Published June 27, 2009

Personal space

Drawn to nature

The Laus took three years to build their dream home, and the result is a two-storey house which is in tune with the tropics - open, airy and comfortable, yet modern and practical. By Geoffrey Eu

WHEN C C Lau was building a dream house for himself in the mid-1990s, he was adamant about getting it right so he took his time with the details, working closely with the project architect on almost every aspect of the design. Because he has a strong affinity for Mother Nature, he was particularly attentive to factors such as wind direction, the way certain rooms faced and how the house would interact with its surroundings.

The interiors are filled with furniture, antiques and decorative items that add to the well-lived, well-loved sense of home. 'It's quiet and nice - we enjoy the peace here and we have a lot of privacy,' says Lau,00.html?

It took almost three years, including more than a year when he lived at the site - in a quiet residential district off Holland Road - before he could finally demolish the existing one-storey bungalow and begin construction. His chosen design was inspired by black-and-white bungalows from the colonial past as well as his love of the outdoors. The result was a two-storey house that is in tune with the tropics - open, airy and comfortable, yet also modern and practical. Lau, an ENT (ear, nose and throat) specialist in private practice, was so involved with the construction that he discussed starting a design business with the architect who worked on the house, and even considered using one section of the house as an office for that purpose.

Just as the house was being completed however, he met and married his wife Cynthia, whose Australian upbringing and gregarious personality was perfectly suited to his lifestyle as well as the house. She arrived in time to introduce him to the benefits of a saltwater swimming pool, and the pool has been a focus of family life ever since. The Laus, including daughters Ysien, 11 and Ywen, 9, spend much of their leisure time at poolside.

Naturally, the garden, which is almost entirely shielded from neighbours and was landscaped in part by workers from Bali, plays a significant role in the Laus' lifestyle. Thanks to the layout of the living areas - the entrance foyer, and living and dining rooms are all open to the garden - there is an almost total sense of integration between the indoors and outdoors.

Additional features include a large pavilion on one end of the property as well as a more informal structure - essentially an open-sided hut - at the bottom of the garden, beside the swimming pool. This is Lau's favourite spot, where he loves to lounge, read and watch his children play. 'I also like to do my thinking there, with a glass of wine,' he says. Cynthia, meanwhile, prefers to read or relax from an upstairs corner of the master bedroom, which has a view over the whole garden.

The main house includes four bedrooms, a family room, a library and a music room, plus indoor and outdoor dining areas and two patios. There is an extensive kitchen area as Lau is also a serious amateur cook, and the wet kitchen is equipped with an industrial strength gas burner for Chinese cooking. He has also installed a pizza oven, imported from Italy, in one corner of the garden. An antique island counter in the main kitchen is actually a wooden reception counter from a railway station, while the round dining table is a family relic that once belonged in a seaside house in Katong. It was later given by a friend to Lau's mother.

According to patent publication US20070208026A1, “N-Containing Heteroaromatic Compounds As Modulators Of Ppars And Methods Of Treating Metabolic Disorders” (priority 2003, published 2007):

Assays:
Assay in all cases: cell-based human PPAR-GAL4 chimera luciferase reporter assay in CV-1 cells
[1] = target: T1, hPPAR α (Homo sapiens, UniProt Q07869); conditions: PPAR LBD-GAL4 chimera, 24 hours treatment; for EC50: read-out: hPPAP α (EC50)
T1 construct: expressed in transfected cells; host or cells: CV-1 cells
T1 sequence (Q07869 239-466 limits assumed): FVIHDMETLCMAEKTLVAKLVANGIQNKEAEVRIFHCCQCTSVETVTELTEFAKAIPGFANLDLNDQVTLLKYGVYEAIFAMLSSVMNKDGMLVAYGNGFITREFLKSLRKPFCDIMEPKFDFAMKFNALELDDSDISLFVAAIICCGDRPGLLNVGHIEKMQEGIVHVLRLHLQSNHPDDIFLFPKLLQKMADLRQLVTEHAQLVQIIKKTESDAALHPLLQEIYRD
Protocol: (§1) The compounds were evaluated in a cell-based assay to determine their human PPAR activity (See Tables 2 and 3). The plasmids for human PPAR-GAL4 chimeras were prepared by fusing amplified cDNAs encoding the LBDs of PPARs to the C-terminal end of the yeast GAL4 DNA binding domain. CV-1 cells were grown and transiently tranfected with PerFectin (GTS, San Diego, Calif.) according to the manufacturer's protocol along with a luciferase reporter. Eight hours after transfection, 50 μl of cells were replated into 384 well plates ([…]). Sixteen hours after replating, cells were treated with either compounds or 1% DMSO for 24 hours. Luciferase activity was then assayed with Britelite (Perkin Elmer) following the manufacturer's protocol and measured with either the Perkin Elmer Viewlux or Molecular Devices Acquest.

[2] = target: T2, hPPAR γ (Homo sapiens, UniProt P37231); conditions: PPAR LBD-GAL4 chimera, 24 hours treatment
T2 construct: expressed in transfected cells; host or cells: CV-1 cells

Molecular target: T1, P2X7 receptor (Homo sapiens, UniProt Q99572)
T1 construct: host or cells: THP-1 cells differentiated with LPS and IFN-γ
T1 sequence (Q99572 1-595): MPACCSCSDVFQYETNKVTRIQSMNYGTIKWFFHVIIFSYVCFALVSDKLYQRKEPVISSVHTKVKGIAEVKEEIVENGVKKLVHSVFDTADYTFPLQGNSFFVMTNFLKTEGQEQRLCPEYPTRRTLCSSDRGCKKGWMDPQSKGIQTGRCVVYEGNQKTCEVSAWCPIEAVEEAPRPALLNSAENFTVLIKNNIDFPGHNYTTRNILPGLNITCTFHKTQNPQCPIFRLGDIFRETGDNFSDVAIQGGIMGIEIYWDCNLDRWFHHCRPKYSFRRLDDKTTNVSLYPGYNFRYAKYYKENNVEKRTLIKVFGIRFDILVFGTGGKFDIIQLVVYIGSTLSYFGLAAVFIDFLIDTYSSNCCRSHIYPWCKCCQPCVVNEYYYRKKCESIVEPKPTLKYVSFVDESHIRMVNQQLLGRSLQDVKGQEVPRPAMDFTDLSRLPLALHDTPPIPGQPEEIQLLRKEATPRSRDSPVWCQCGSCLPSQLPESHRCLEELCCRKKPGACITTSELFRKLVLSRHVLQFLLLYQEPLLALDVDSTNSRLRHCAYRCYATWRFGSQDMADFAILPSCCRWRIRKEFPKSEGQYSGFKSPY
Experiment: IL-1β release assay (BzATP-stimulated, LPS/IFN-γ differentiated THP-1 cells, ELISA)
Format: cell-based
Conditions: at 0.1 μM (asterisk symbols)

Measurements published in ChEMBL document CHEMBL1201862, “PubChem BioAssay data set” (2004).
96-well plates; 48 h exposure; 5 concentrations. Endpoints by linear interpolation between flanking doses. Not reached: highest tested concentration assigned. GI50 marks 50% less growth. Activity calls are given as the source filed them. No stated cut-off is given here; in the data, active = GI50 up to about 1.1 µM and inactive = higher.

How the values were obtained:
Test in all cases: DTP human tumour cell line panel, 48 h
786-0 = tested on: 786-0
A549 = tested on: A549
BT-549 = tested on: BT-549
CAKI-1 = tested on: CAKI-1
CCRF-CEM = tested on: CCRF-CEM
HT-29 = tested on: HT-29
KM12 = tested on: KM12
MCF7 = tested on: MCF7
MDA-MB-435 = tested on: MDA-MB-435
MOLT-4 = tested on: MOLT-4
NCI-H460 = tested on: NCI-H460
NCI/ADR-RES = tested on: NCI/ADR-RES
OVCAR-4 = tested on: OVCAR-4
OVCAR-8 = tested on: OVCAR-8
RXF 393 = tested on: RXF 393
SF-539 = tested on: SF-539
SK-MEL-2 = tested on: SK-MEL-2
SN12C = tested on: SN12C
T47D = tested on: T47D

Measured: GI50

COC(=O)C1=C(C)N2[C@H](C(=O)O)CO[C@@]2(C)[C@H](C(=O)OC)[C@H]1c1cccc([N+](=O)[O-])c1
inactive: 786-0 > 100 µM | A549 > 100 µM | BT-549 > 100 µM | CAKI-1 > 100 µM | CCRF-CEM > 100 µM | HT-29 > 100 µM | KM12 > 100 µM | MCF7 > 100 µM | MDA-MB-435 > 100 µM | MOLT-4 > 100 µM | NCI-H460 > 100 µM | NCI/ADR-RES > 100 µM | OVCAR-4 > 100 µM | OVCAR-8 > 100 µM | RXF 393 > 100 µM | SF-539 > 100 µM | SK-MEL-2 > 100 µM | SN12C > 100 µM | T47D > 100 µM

The family is also actively doing its bit to preserve the environment by minimising energy use. 'Many houses are not built correctly and do not take energy conservation into account,' says Lau, who is a strong advocate for alternative sources of energy.

He adds, 'We shouldn't be killing the Earth and should build more houses with this in mind. We try not to use air-conditioning, and we have stopped using hot water for bathing unless it is a cold and rainy day - it saves a lot of energy. If everybody in Singapore would stop using hot water to bathe on hot days, think of the amount of energy we could save.'

Lau says that since the family became more energy conscious, the electricity bill for the house has gone down by almost a third. A new house he is building will employ the use of solar cells that convert sunlight into electricity. 'Hopefully we will have more power than we need and can sell the excess electricity,' says Lau, only partially in jest. There is an appealingly lived-in and comfortable feel to the house, which by no coincidence is called Aman Domba to reflect the mood of its residents (both Lau and Cynthia were born in the Year of the Sheep, or domba in Bahasa Indonesia, while Aman is the Sanskrit word for peace).

The interiors are filled with furniture, antiques and decorative items that add to the well-lived, well-loved sense of home. 'It's quiet and nice - we enjoy the peace here and we have a lot of privacy,' says Lau. 'The house was intentionally built in the front of the plot so that the garden is virtually screened off from everyone.' After 15 years, the Balinese-style garden is beautifully mature and the sound of nature is also everywhere - supplemented by calls from the family's pet birds, including a white cockatoo that greets visitors with a jovial 'Hello!'

Says Cynthia, 'Of course, one of the reasons the house is so nice is because of the kids' influence - they really enjoy it here. This is not a show house, it's really lived in and we make use of every corner.' Aman Domba is bright, breezy, and captures the essence of a relaxed tropical lifestyle. It is also full of energy in more ways than one - which makes this house a proper home.

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